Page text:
Part I: Loblaw food store chain acquisition of Shoppers Drug Mart with apparent intent to drop Shoppers Home Healthcare division altogether –leaving clients stranded.
Part II: (further below) Loblaw expresses desire to sell Medical Marijuana through its Shoppers Drug Store/Loblaw pharmacies.
When you buy another company, you also buy any “baggage” that company had accumulated during its years of operation. You would think that when one company purchases another, the onus is on the purchaser to make sure the seller fulfills any obligations, resolves any problems, correct any errors and address any concerns or misgivings that may now reflect badly on the acquiring company.
You lay down with dogs, you may get some fleas…
In a March 28th, 2014 Globe and Mail[i] article, Loblaw’ CEO Galen Weston announced that the planned purchase of Shoppers Drug Mart by Loblaw Supermarket chain, first announced July 15th 2013[ii], has been finalized. The announced cost of the transaction was $12.4 billion in cash and stocks.
Also, when you buy a company, you acquire all of its subsidiaries (unless specifically excluded from the deal) as was the case with the above transaction. Shoppers Drug Mart brought along Shoppers Home Healthcare as part of the package deal.
However, it has become apparent that Loblaw wanted Shoppers only for their pharmaceuticals and had no interest in the greater scope of their Shoppers Home Healthcare division which, in general, supplied devices and aids to physically challenged clients. (eg. wheelchairs, oxygen supplies, walkers, etc.)
Loblaw must have researched Shoppers thoroughly prior to the purchase and no doubt had extensive knowledge of the extraordinarily poor performance of the Home Healthcare branch of their business[iii],[iv],[v],[vi]. I suppose they had planned from the start to divest themselves of the Home Healthcare operation. Rather than improve the deplorable “service” that Shoppers Home Healthcare provided, they let the operation languish and their clients suffer in frustration.
If I was purchasing a company, I would demand that all aspects of its operation were brought up to acceptable standards before making the purchase. If not, I would make those changes immediately on purchase so as not to reflect badly on my own company.
With Loblaw’s first announcement of its intent to purchase Shoppers Drug Mart (July 15th, 2013), to when the transaction was finalized (March, 28th, 2014) to when Shoppers Drug Mart (now owned by Loblaw) was divesting itself of the Shoppers Home Healthcare division of its operation (March 22nd, 2016)[vii], a full two years had elapsed –enough time for Loblaw to demand Shoppers Home Healthcare get its act together or for Loblaw to do it themselves after the acquisition.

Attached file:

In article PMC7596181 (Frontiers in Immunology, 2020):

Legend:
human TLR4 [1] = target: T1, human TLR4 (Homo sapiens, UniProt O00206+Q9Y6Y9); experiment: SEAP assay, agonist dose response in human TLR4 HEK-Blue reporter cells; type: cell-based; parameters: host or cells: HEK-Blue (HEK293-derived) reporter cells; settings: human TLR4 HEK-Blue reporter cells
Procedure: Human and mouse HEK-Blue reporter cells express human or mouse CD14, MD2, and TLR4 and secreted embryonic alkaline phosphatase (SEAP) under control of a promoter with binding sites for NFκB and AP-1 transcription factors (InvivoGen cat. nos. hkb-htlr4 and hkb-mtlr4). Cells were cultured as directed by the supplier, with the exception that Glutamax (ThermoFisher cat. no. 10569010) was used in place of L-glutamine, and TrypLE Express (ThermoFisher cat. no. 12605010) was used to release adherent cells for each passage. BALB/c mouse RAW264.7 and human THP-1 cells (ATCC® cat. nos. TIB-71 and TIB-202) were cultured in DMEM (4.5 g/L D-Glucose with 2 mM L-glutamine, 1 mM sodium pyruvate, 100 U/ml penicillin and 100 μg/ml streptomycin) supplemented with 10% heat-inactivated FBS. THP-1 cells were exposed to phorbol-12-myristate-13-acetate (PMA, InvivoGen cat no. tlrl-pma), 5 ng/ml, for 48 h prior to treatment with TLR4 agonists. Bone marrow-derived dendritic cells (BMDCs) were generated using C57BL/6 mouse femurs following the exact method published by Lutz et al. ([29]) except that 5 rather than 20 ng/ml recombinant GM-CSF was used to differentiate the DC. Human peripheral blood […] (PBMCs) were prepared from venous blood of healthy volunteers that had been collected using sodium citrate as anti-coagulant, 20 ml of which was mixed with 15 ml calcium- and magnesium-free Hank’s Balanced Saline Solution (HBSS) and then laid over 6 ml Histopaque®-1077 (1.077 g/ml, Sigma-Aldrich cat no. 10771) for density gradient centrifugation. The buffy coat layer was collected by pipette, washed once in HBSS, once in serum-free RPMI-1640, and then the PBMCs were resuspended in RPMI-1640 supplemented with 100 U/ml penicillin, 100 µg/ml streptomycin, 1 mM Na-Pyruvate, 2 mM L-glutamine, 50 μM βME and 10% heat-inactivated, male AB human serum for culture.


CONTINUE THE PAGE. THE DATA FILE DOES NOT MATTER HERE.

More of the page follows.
Obviously Loblaw had plans to drop the Shoppers Home Healthcare division altogether so they expended no finances or energy in bringing the “service” up to standards or doing right by Shoppers’ clients.
Shame on both Shoppers and Loblaw if the intent was always to divest itself of the Shoppers Home Healthcare division. They continued to allow poor service to be offered and failed to give their clients a sufficient ‘heads up’ to locate alternate healthcare service providers.
However, it’s always about the money, isn’t it….always!
This week Loblaw’s CEO Galen Weston announced its intent to sell medical marijuana through its Loblaw/Shoppers Drug Mart pharmacies once legalized[viii],[ix]. He was quick to point out that only ‘medical’ not ‘recreational’ drug would be stocked. In that article “Mr. Weston told shareholders that Loblaw increasingly is focused on bolstering its healthy (sic) care goods and services.” (Obviously those goods and services did not include wheelchair and other disability aids sales and services)
Ontario’s liquor control board’s retail outlet, the LCBO stores were suggested as a retailer for marijuana however is seems that the public prefers that alcohol highs and marijuana highs be sold in different locations. I suppose that ‘highbrow executives’ don’t want to be seen purchasing their single-malt scotch in the same store where ‘dudes’ buy their doobies! But I digress…
My concern is that Loblaw/Shoppers Drug Store pharmacies may do as poor a job of dispensing ‘medical marijuana’ as it did with providing service through Shoppers Home Healthcare. Having had such a poor experience with Shoppers Home Healthcare, I have no intention of giving Shoppers, and now Loblaw/Shoppers any of my business. I’m sure many others who felt abused by Shoppers Home Healthcare feel the same way I do.
Shoppers Home Healthcare under Shoppers parent company had the sole contract for sales and repairs on articulated wheelchairs (those with special features such as tilt and elevating mechanisms). I truly hope there will not be a monopoly on the sales of medical marijuana. If I were ever to decide to use it to relieve my pain and stiffness, I hope that Loblaw/Shoppers would be my only source for the medicine.
Lack of competition creates laziness, complacency and stagnation!
I am still curious as to how the entire system is intended to work once marijuana sales and usage is legalized in Ontario, and Canada as a whole. Pharmacies will dispense medically prescribed marijuana. Pot shops have already sprung up selling a variety of marijuana products to the general public intended for recreational use. Finally, will you be able to grow your own as you can brew your own beer or bottle your own wine? It seems that you may be able to do so for personal use[x], at least ‘medical’ marijuana users, otherwise you may be a tax evader. So why would you go to a pharmacy if you can grow your own unless you wish to pay the price and the tax for a controlled dosage of THC?
To read of my own frustrations with Shoppers Home Healthcare and their total lack of anything that remotely resembles service, click HERE to read my post.